This string is compiled into your executable, and will therefore always be available while your application is running. No problem.

This is also false. The character array, as displayed, is only valid within that (and nested) stack frame(s).

When you use a std::string, new memory (belonging to std::string) is allocated on the heap and the constant string is copied into it.

While that is a valid interpretation (and is true for this case), I just want to raise a warning that this is not universally true. For VC 7 (or was it 7.1?) Microsoft changed basic_string implementation, so if you have a string less than 16 char's it's stored inside the very basic_string object, meaning it would also be placed on the stack and no heap operations whatsoever would be required or used.

This is why std::string::c_str() is dangerous.

Sometimes the keyboard is more dangerous than a sword. :)

A few suggestions to OP though:

- Have you tried making the string smaller than 16 chars, to see if that also crashes?

- Have you tried storing the returned result from c_str() in a plain const char* and trace it (e.g. printf or OutputDebugString)?

sqrt[-1]
01-24-2006, 01:28 AM
ack! Korval -so much disinformation in one post!

As to the problem at hand, perhaps you are doing something bad with memory and the STL string points to bad memory itself?

Can you post an example app that has this problem?
Also, does this app use multiple threads?

Finally to toot my own horn, have you tried running GLIntercept (http://glintercept.nutty.org/index.html) on it with with the "Full Debug" profile?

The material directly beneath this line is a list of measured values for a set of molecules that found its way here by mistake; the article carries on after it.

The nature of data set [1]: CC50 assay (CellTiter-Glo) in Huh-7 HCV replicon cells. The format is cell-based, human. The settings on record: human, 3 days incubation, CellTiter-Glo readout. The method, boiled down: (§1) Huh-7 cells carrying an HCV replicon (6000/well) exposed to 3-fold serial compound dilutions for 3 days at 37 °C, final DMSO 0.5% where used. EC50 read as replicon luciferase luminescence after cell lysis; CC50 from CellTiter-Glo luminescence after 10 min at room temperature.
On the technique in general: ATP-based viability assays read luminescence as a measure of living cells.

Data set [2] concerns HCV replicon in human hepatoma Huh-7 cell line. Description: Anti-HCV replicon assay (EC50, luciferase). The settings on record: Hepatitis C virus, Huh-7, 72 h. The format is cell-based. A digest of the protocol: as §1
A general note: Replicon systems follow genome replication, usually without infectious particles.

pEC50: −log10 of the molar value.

knackered
01-24-2006, 05:17 AM
I believe the word is 'misinformation'.
Personally, I'm glad to see that Korval is only human, after all. The icing on the cake would be an admission, not a side-step, just an admission that he got it wrong - and maybe a little joke about working too hard.

azcoder
01-24-2006, 07:19 AM
Well I resolved my problem...and it was my own error (of course).

I had built a text rendering class to display text on the screen. This class allocated an instance of a trivial DisplayText class that consisted only of a std::string and x,y coordinates. This instance was pushed into an stl queue that was later popped and rendered during the render stage. After popping it off the queue and rendering it I had forgotten to delete the instance.

The curious thing is that I can understand that this would leak memory and eventually crash the app - but I'm still not sure why this caused immediate access violations(and only whne porting to the latest VS2005).

Thanks again for all your replies - it definitely helped me out in thinking about the problem.

Korval
01-24-2006, 09:23 AM
The way OP displayed the code, the compiler will allocate space for the char array on the stack, then initialize that space with the actual string literal. The declaration of an array never store just a pointer to the contents - it stores the actual contents.Really? Hmm. Maybe that's why I tend to use pointer syntax.